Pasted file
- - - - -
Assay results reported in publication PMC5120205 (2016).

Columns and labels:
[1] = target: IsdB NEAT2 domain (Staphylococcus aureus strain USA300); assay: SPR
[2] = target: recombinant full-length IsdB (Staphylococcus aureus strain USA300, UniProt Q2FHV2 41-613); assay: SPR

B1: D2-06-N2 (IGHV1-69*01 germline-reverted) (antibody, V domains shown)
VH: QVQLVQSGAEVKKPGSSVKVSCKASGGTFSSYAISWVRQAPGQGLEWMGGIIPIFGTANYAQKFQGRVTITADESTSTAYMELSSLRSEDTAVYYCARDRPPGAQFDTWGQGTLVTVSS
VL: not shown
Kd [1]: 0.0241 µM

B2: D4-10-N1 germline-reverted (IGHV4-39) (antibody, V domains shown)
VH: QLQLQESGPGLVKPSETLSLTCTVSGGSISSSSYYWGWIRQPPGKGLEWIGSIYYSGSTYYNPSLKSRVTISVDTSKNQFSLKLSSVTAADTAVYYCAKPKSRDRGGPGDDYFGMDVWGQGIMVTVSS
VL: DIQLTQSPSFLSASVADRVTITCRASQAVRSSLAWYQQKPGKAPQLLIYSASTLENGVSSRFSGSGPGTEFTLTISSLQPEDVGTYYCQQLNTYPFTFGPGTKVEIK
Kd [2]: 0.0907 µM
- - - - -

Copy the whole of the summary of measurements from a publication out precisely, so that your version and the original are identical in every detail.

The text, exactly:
Assay results reported in publication PMC5120205 (2016).

Columns and labels:
[1] = target: IsdB NEAT2 domain (Staphylococcus aureus strain USA300); assay: SPR
[2] = target: recombinant full-length IsdB (Staphylococcus aureus strain USA300, UniProt Q2FHV2 41-613); assay: SPR

B1: D2-06-N2 (IGHV1-69*01 germline-reverted) (antibody, V domains shown)
VH: QVQLVQSGAEVKKPGSSVKVSCKASGGTFSSYAISWVRQAPGQGLEWMGGIIPIFGTANYAQKFQGRVTITADESTSTAYMELSSLRSEDTAVYYCARDRPPGAQFDTWGQGTLVTVSS
VL: not shown
Kd [1]: 0.0241 µM

B2: D4-10-N1 germline-reverted (IGHV4-39) (antibody, V domains shown)
VH: QLQLQESGPGLVKPSETLSLTCTVSGGSISSSSYYWGWIRQPPGKGLEWIGSIYYSGSTYYNPSLKSRVTISVDTSKNQFSLKLSSVTAADTAVYYCAKPKSRDRGGPGDDYFGMDVWGQGIMVTVSS
VL: DIQLTQSPSFLSASVADRVTITCRASQAVRSSLAWYQQKPGKAPQLLIYSASTLENGVSSRFSGSGPGTEFTLTISSLQPEDVGTYYCQQLNTYPFTFGPGTKVEIK
Kd [2]: 0.0907 µM